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Home Generator Buying Guide – How to Choose the Best for Your Needs

A power outage is a nuisance at best. It affects everything you need to work and have fun at home, such as your lights, TV, and computer. At worst, a blackout can pose an actual danger to life and limb. It can knock out your heating system in the freezing cold of winter, kill your air conditioner during a summer heat wave, or interfere with lifesaving medical equipment.

If you can’t afford to lose power for even a few hours — or if you just don’t want to deal with the hassle of frequent blackouts — a backup power generator can be the ideal solution. It provides emergency power for your home so you can keep all your vital systems online.

How to Choose a Backup Power Generator

Simply deciding to buy an emergency backup generator is only the first step. The tricky part is finding the right one for your needs. First, you have to decide which type of generator to buy. You also need to consider important details like what fuel source to use, what size you need, and which features are essential to you.

Portable Generators vs. Standby Generators

The first decision to make is whether you need a small portable generator or a larger home standby generator.

Portable power generators, which are usually mounted on wheels, have to be pushed outside and hooked up to your home’s electrical system when a blackout starts. Standby generators are permanently installed outside your home and start automatically when the power to your home goes out.

Each type has its advantages and disadvantages. Portable generators are smaller and cheaper, and they don’t require professional installation. However, standby generators are a lot easier to use, making them a better choice for dealing with frequent power outages.

To choose the right type for you, ask yourself a few questions:

  • How Do You Want to Use It? A portable generator is just that — portable. You can use it to power your home in an emergency, but you can also take it with you for camping trips or tailgate parties. That gives it more flexibility than a stationary generator, which is permanently attached to your house.
  • How Much Power Do You Need? Standby generators crank out a lot more power than portable ones. They can produce anywhere from 5,000 to 20,000 watts — enough to power every system in your home. By contrast, portable generators can typically put out only between 3,000 and 8,000 watts. That’s enough to run a few critical systems, such as a fridge and some lights plus a window AC unit or the fan for a gas furnace. However, they can’t keep your whole house running along as usual.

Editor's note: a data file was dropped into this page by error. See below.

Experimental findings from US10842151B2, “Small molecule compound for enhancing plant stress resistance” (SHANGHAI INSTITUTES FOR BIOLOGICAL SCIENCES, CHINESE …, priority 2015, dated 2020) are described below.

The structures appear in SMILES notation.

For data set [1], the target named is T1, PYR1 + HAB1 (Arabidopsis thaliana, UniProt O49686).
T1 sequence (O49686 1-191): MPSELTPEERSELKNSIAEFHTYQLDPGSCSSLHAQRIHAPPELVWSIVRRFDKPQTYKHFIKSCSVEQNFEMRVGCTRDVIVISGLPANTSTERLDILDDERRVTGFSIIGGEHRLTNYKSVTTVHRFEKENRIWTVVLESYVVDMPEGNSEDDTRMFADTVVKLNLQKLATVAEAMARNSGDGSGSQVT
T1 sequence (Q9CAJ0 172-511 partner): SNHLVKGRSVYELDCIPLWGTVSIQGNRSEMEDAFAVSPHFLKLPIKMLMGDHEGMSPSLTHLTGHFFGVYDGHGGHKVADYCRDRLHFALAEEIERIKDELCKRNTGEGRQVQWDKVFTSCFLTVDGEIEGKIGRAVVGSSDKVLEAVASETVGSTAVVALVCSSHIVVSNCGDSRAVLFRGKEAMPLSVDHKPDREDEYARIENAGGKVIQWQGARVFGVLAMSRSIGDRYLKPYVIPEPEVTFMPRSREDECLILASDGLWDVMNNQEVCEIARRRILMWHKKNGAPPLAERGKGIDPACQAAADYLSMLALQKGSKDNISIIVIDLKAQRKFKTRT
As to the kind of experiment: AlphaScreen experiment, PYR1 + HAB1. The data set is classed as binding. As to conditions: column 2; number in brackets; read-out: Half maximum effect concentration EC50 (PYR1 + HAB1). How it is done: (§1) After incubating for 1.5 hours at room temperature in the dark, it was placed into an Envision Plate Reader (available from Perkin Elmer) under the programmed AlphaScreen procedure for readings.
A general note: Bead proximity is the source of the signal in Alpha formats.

• What’s Your Budget? Portable generators are the cheaper option. According to the generator buying guide from Consumer Reports, most models cost between $400 and $1,000. You can install this type of generator yourself or pay a few hundred dollars to an electrician to put in a transfer switch, which makes it safer and easier to use. Consumer Reports puts a standby generator’s price at $3,000 to $6,000, plus the cost of professional installation. All told, you could end up paying anywhere from a few thousand dollars to over $10,000.
  • How Much Do You Value Convenience? A standby generator is pretty much plug-and-play. Once you get it hooked up, it comes on automatically whenever the power goes out. Portable generators take a lot more work. You have to buy and store fuel for them ahead of time and run them regularly every month to make sure they’re working properly. Then, when a power outage hits, you have to haul out the generator, take it outside to hook it up, and get it running. If the power outage goes on long enough, you’ll have to run back out to add more fuel, potentially mid-storm. Finally, you have to take more precautions with a portable generator. If misused, it could start a fire or send harmful fumes into your house.
  • Where Will You Store It? If you choose a portable generator, you need to find a suitable place to store it. It has to be indoors to prevent it from getting damaged or stolen, but it also has to be easy to haul outdoors when you need it. You also need to have a suitable place to set it up during use: outdoors on level ground, protected from rain, but not too close to the house. With a standby generator, wherever you set it up is where it will live year-round. That saves you trouble, but it also takes a sizable chunk of space out of your yard — not just during storms, but all the time.